Ensuring that no job can pay less than a certain amount, by law, seems like a good thing on the face of it. Otherwise unscrupulous employers would get away with paying their staff less, less than those people can manage to live on. Then below a certain amount, unless you work more hours than is healthy, you’d be better off on Job Seeker’s Allowance (which again is an amount that is determined as a minimum required to live on here in the UK) until you find something better.
The problem is, when the government stipulates a rise or a switch from a ‘minimum wage’ up to a higher ‘living wage’ (which is encouraged), the wage level becomes artificial, rather than dictated by what the market can perhaps manage.
What a lot people seem to think is that a rise in wages means they will be magically better off. This is a misconception, for if staff have to be paid more, that extra money has to come from somewhere.
It’s a similar issue to that which comes about when interest rates are below inflation; to save money and earn interest on that money means you are actually worse off, because overall the cost of things has increased at a greater rate during the time you have been sitting on your money.
Where does the extra money come from to pay for the new higher wage?
- Your boss’s pocket? – rarely, unless unless he/she was making lots of extra money from the work you were doing for him/her.
- By increasing the cost of the things supplied/sold.
- By reducing/removing job perks or bonuses (it was highlighted on a BBC Radio 2 Jeremy Vine show last month (May) that some people have found their job perks reduced so much to meet the new living wage standard, that they are now financially worse off) – job perks could be something as simple as free tea/coffee for staff, or reducing brake times, or something more significant; it all adds up.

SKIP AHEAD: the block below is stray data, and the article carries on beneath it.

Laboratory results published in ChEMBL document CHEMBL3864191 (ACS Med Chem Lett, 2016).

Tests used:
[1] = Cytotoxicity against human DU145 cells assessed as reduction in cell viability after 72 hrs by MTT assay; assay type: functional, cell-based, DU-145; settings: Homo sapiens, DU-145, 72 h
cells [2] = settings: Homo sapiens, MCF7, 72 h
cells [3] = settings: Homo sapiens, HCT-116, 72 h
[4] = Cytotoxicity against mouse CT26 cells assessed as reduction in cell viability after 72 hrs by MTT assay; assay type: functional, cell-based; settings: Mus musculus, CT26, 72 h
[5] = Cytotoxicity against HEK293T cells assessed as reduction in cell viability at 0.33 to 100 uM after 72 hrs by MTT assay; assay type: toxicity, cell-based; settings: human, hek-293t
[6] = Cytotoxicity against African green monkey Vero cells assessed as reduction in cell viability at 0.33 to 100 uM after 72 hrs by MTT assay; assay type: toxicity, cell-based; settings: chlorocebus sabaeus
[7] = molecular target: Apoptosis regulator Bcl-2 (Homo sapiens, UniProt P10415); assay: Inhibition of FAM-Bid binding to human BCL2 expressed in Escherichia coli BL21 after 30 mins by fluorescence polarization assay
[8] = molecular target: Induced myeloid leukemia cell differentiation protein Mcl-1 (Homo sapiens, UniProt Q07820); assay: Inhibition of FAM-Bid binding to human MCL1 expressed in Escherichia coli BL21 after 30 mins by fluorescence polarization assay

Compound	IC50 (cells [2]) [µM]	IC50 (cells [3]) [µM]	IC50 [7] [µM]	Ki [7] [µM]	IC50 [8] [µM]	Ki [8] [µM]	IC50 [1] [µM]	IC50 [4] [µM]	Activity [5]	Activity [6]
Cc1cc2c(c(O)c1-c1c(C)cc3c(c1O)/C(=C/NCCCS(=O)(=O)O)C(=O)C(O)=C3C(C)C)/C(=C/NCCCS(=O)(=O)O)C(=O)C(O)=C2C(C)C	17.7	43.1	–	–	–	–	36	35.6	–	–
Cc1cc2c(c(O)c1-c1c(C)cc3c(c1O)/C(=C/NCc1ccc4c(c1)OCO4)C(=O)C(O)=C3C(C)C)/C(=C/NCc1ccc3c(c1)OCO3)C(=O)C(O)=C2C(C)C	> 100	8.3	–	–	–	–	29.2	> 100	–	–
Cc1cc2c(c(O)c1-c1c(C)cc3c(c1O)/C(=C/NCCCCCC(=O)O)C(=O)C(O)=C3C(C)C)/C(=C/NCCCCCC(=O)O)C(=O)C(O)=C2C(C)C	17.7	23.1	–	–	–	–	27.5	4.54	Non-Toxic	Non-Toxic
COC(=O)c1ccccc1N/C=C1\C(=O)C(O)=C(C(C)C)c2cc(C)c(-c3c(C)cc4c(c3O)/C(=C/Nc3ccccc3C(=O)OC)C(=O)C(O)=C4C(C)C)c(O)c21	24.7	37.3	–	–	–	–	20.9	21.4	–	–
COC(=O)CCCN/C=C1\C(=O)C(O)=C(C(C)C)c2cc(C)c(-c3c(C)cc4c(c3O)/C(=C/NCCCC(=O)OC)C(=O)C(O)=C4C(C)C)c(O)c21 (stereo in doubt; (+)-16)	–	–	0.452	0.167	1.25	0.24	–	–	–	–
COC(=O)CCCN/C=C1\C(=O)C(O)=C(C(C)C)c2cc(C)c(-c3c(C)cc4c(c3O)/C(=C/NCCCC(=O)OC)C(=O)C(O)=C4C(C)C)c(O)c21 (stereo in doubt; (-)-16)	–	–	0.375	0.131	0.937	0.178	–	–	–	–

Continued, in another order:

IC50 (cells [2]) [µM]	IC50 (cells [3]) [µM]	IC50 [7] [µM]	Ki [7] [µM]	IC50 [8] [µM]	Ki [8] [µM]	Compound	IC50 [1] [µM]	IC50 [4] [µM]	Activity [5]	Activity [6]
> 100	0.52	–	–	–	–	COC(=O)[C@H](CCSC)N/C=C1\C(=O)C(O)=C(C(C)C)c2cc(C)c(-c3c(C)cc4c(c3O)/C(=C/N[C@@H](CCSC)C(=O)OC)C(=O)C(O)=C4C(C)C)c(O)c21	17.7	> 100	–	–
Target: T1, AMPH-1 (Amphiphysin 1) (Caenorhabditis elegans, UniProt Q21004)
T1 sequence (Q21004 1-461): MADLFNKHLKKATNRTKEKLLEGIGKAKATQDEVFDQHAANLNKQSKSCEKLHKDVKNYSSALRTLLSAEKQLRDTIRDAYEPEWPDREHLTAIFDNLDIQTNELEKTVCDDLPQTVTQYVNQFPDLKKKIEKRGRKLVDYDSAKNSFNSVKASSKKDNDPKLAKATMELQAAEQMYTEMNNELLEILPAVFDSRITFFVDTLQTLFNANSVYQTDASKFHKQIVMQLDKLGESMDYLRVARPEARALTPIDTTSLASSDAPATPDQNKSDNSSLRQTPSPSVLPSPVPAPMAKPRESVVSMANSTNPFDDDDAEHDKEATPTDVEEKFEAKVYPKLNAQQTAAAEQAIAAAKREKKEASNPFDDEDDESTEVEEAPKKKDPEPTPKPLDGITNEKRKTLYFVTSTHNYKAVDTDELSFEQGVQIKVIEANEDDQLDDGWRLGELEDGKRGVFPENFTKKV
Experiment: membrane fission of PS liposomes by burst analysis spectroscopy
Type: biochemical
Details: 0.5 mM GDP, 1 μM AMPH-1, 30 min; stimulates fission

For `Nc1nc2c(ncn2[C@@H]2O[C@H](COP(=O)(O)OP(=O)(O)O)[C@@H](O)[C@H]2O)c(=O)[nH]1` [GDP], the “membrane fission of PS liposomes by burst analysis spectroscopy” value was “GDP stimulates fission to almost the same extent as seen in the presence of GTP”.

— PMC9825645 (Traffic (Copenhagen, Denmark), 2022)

- By reducing staff or the hours they work; which would typically mean the remaining staff have to do more.
Therefore, by enforcing an artificial, higher wage, we are no better off – the “cost of living” will increase and/or we will have to work harder or be made redundant. With less people in work there will be less buying, and then there is the knock-on effect of this.
The current system works by the amount of money flowing round it – I wrote early this year about money being a pyramid scheme [link] and they generally fail.
My personal circumstance is that I’m self-employed. I use the minimum/living wage as a benchmark for which to aim for, in order to be fair on myself relative to everyone else (since I’m part of the same system). Typically I earn less than minimum wage based on a 30-hour (full-time working) week, but I’m comfortable and have no children to feed; I have developed a way of living that is simple compared to many (yet comfortable to me), and I think this is the key (although I recognise that the current system would fail if everyone lived like me!);
It’s not about earning more, for which the mindset is then believe you have more to spend, but to live on less – cutting out a lot of the “stuff” you don’t “need”.
More money doesn’t = more happy.
I acknowledge that many people in this so-called developed world struggle, and fail, to make ends meet each week, people who do indeed live off a bare minimum, and a minimum/living wage should be in place to assist those people; and perhaps wages should drop for the highest earners to assist in meeting this requirement (although not every company/business has staff on a high enough wage to do this). I suppose it’s about making wages more fair; by reducing the gap between low and high earners – and how many people could be paid a minimum/living wage by the millionaires and billionaires of this world, even if there is nothing for them to do?